Being a solo female traveler, albeit generally very safe, does have certain setbacks. One is that other people cannot believe you are a solo female traveler. In most parts of the world, it will be assumed that you are a “woman for hire.” I find it’s best not to tell people you are traveling alone.
While you may think you’re making your mark on feminism, you’re really a weapon of mass destruction to the social order of 98% of the world. You’re upsetting the core belief of many societies all at once: Women are property of men and cannot self sustain. I’ll admit it does put a little smile in my heart.
You’re making an impact, but you’ll want to play your cards carefully if you want an expedited hotel check-in or to make friends with locals quickly. Take care of yourself and let society deal with their own limitations. Never let them see you coming. Feminism is like cooking eggs — slow, low and steady wins the race. Never turn off the gas, but also try not to scorch the pan in the first two minutes.
I don’t believe the world is more unsafe for women than men — in certain situations perhaps, but on the whole, it evens out as people are more apt to help a solo woman than a strange foreign man. Take pre- cautions, blend in, observe before acting, know your environment, mark your exits, and make sure you have safe transportation and someone who knows where they are going, i.e. preferably not a fellow foreign male traveler.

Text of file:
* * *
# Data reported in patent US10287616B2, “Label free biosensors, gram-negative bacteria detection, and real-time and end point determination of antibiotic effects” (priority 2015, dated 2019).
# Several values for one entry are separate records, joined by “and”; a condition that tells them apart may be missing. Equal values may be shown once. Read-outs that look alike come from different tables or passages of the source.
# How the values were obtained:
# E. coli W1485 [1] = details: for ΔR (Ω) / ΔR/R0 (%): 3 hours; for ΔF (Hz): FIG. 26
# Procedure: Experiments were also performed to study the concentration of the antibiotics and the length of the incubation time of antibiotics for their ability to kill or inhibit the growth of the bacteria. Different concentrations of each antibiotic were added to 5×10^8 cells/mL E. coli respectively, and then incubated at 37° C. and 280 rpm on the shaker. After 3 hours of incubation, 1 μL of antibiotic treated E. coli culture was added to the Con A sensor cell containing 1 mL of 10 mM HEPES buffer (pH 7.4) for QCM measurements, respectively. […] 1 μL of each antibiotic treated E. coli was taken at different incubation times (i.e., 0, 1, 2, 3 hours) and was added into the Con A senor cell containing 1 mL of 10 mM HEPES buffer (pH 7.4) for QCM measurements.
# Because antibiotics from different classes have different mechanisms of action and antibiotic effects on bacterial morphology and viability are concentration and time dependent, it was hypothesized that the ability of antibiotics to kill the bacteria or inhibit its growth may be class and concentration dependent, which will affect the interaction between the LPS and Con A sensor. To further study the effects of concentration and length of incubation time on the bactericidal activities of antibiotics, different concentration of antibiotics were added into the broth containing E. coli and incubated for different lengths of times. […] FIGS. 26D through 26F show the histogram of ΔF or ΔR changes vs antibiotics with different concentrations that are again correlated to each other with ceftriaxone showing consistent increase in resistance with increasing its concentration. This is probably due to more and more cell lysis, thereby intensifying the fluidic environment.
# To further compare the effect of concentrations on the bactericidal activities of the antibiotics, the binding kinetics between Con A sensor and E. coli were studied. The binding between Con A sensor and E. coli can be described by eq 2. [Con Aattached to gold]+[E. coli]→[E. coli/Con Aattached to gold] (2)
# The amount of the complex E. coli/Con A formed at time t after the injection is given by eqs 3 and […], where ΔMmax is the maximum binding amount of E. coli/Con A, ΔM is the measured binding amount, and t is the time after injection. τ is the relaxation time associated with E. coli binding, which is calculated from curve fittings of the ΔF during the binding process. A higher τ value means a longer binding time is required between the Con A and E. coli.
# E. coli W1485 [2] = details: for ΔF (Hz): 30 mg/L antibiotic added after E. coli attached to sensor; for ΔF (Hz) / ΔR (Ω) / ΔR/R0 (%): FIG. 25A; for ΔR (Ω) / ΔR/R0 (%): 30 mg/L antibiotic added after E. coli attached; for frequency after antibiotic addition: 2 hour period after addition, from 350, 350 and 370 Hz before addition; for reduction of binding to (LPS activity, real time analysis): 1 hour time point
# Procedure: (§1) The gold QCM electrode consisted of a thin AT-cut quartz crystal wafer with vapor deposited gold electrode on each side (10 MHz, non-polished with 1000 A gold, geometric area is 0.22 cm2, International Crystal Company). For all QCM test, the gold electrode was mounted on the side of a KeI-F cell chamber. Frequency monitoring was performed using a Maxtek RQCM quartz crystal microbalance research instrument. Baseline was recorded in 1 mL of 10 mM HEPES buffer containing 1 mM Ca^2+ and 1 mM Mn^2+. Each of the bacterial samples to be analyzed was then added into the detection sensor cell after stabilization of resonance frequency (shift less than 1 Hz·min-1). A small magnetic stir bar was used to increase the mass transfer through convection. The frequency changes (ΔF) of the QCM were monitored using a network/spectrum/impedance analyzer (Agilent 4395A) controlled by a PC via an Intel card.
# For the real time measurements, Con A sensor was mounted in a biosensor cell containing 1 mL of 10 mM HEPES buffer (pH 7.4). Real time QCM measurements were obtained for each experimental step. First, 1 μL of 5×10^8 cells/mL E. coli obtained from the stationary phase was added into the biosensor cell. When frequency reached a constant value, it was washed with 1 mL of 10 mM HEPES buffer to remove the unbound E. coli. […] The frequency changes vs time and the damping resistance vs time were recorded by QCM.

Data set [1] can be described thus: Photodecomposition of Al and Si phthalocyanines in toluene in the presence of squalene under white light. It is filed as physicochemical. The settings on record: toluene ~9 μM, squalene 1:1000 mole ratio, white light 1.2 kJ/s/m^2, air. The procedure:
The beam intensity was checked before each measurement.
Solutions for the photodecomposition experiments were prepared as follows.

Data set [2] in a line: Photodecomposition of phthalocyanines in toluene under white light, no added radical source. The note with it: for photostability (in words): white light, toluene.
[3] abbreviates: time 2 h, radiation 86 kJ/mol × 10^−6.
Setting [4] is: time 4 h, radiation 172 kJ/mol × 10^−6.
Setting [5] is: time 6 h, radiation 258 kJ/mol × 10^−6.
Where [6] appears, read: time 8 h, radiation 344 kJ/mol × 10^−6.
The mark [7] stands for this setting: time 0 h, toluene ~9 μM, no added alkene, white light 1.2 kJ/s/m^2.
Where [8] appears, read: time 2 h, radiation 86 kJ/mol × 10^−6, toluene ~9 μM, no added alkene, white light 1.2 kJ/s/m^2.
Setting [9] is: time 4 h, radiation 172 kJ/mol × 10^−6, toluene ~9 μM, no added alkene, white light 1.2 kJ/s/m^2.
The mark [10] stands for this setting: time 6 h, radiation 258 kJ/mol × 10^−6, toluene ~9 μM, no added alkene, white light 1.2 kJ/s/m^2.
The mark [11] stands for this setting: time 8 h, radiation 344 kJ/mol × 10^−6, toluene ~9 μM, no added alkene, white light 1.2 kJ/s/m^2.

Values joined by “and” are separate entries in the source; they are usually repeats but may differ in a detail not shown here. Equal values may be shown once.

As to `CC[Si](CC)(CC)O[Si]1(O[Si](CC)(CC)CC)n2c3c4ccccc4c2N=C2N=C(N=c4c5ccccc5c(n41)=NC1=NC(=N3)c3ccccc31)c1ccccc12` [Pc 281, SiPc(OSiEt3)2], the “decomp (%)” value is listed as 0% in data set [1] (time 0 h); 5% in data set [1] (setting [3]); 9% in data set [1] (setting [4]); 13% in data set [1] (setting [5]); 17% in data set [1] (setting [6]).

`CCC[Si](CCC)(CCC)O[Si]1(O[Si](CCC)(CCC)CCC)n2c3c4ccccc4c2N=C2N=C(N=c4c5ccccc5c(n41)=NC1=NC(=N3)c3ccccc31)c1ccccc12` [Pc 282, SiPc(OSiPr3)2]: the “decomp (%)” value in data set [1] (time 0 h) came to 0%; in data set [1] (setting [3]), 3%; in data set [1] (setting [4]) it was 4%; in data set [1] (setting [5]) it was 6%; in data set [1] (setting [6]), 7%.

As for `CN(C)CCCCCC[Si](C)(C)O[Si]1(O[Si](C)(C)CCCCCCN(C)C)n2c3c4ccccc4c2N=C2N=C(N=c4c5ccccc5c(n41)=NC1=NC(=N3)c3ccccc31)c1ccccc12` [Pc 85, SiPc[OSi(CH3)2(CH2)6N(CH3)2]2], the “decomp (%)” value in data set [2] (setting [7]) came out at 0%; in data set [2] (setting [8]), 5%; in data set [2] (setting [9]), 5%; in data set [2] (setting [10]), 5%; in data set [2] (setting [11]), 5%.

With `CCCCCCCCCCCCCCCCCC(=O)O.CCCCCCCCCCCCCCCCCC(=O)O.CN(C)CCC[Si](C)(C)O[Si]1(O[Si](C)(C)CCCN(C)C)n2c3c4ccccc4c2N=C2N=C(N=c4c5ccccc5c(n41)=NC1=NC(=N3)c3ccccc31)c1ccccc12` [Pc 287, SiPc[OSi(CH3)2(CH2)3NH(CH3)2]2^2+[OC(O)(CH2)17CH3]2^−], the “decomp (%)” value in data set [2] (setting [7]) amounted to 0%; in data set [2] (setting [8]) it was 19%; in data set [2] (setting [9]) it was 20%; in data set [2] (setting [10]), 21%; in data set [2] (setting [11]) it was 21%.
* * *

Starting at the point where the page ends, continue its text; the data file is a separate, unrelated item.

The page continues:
I believe that the future of travel is women. While businessmen have had their monopoly on travel, it’s women who are going to have the greatest impact on travel going forward and the world will be a better place for it. I find that women are generally more curious and better at adapting to different environments than men are and more socially conscious when doing so. Our connection with the world and other women in it is key to moving things forward.
You’ve come a long way baby, and you’re about to go a lot further.
This blog is an excerpt from Carry On Only: Confessions from 100 Countries. To purchase the digital book, please click here. To purchase a print edition magazine, please click here. To have more vicarious adventures with Jill Paider, please click here.
Next Post in this Series: Sunday, December 17th at 10 a.m. EST / 9 a.m. CST / 7 a.m. PST